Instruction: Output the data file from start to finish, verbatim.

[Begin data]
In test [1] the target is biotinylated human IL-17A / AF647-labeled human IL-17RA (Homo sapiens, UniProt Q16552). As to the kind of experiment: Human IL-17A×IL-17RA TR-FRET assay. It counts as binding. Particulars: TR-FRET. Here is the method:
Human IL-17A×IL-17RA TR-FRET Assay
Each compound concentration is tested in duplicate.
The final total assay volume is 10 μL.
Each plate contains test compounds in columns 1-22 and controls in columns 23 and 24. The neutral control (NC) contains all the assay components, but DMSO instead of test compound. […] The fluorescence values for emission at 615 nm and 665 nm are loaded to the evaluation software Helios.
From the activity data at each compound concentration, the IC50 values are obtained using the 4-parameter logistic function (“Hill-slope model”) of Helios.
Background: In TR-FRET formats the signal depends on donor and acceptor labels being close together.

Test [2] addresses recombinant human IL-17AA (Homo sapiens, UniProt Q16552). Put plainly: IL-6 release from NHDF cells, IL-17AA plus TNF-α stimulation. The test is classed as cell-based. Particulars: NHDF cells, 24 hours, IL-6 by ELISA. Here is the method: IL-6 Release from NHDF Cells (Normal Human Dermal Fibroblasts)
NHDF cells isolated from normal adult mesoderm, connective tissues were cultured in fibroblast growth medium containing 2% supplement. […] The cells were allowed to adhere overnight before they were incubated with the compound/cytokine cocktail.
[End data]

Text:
In test [1] the target is biotinylated human IL-17A / AF647-labeled human IL-17RA (Homo sapiens, UniProt Q16552). As to the kind of experiment: Human IL-17A×IL-17RA TR-FRET assay. It counts as binding. Particulars: TR-FRET. Here is the method:
Human IL-17A×IL-17RA TR-FRET Assay
Each compound concentration is tested in duplicate.
The final total assay volume is 10 μL.
Each plate contains test compounds in columns 1-22 and controls in columns 23 and 24. The neutral control (NC) contains all the assay components, but DMSO instead of test compound. […] The fluorescence values for emission at 615 nm and 665 nm are loaded to the evaluation software Helios.
From the activity data at each compound concentration, the IC50 values are obtained using the 4-parameter logistic function (“Hill-slope model”) of Helios.
Background: In TR-FRET formats the signal depends on donor and acceptor labels being close together.

Test [2] addresses recombinant human IL-17AA (Homo sapiens, UniProt Q16552). Put plainly: IL-6 release from NHDF cells, IL-17AA plus TNF-α stimulation. The test is classed as cell-based. Particulars: NHDF cells, 24 hours, IL-6 by ELISA. Here is the method: IL-6 Release from NHDF Cells (Normal Human Dermal Fibroblasts)
NHDF cells isolated from normal adult mesoderm, connective tissues were cultured in fibroblast growth medium containing 2% supplement. […] The cells were allowed to adhere overnight before they were incubated with the compound/cytokine cocktail.